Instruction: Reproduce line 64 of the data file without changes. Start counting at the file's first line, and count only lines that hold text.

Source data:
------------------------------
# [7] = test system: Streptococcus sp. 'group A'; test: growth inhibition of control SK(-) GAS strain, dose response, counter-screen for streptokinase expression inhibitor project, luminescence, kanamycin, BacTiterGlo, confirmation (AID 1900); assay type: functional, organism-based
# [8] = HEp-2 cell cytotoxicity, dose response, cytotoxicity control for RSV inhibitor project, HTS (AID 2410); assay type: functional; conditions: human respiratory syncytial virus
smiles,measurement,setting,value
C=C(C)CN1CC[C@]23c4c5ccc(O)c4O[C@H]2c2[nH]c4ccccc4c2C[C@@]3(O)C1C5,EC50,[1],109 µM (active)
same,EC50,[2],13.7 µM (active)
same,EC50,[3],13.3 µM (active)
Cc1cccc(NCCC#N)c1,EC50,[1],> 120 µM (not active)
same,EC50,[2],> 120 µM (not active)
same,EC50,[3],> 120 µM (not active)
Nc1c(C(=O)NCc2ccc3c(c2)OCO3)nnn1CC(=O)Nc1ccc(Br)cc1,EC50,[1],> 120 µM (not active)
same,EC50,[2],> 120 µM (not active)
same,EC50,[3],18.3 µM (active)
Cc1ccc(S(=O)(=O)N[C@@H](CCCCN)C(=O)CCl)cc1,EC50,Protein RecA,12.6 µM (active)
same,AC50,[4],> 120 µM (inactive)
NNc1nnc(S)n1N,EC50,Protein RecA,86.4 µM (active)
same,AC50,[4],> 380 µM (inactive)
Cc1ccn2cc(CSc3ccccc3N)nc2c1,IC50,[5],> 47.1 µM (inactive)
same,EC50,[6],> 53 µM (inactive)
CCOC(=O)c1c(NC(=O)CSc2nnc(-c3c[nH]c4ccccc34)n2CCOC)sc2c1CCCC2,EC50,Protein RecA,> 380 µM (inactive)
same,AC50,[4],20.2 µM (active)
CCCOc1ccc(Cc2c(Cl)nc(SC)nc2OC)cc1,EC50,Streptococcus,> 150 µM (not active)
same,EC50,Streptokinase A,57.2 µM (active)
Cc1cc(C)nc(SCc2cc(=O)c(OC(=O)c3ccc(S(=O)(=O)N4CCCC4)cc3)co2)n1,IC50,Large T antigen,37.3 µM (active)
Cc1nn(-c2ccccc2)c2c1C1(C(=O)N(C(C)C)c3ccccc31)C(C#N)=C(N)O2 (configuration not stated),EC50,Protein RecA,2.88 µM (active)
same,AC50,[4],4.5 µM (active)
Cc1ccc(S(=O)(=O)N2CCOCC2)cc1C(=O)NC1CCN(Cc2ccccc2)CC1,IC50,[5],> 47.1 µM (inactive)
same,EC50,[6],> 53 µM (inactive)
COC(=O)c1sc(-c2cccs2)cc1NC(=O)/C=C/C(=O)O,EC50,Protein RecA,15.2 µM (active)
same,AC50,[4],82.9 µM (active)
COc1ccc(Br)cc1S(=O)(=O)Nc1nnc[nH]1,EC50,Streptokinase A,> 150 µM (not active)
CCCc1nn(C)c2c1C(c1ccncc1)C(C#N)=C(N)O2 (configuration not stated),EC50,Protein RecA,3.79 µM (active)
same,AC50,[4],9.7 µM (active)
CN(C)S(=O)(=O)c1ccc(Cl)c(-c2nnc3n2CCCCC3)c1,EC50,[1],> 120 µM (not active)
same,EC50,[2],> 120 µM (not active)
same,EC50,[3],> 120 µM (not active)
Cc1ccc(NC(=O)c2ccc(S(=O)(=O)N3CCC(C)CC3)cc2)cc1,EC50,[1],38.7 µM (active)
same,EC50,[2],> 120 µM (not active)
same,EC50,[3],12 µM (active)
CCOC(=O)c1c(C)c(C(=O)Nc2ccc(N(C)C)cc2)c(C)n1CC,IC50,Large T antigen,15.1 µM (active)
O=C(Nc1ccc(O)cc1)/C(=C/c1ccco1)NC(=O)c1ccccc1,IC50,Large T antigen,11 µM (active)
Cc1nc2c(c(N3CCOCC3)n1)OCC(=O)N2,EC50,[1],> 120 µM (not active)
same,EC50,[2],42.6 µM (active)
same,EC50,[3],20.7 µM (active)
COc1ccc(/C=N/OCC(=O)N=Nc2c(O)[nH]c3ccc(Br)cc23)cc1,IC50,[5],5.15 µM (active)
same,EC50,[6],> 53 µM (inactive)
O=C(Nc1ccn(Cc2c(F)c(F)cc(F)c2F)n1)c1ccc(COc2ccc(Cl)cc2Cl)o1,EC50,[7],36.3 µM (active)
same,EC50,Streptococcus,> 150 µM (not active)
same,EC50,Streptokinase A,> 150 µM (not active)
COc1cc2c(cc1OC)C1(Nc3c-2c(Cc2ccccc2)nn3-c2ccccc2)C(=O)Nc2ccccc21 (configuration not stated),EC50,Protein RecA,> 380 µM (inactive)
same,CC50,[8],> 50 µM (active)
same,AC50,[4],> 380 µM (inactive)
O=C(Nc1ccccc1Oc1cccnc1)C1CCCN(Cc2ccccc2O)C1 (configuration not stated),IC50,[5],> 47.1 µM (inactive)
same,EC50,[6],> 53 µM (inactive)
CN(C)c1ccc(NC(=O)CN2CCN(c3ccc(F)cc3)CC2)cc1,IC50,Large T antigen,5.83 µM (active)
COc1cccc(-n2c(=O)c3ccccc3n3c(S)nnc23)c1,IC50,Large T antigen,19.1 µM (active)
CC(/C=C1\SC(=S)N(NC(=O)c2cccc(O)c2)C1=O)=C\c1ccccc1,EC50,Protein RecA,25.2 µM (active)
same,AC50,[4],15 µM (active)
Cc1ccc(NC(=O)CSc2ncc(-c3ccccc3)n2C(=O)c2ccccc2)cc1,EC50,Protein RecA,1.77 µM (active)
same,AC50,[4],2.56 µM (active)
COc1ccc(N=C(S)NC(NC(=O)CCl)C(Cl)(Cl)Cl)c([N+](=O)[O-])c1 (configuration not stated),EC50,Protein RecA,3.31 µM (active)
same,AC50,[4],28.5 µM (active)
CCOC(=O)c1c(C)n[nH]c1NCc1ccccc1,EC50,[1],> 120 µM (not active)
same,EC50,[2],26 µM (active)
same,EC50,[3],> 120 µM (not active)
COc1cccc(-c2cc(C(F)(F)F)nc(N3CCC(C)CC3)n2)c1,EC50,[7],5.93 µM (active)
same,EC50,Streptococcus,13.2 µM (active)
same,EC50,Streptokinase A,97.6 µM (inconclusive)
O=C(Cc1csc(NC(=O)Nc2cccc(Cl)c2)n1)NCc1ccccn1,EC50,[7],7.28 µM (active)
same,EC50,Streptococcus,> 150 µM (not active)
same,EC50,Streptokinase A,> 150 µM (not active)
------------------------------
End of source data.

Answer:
same,EC50,[3],> 120 µM (not active)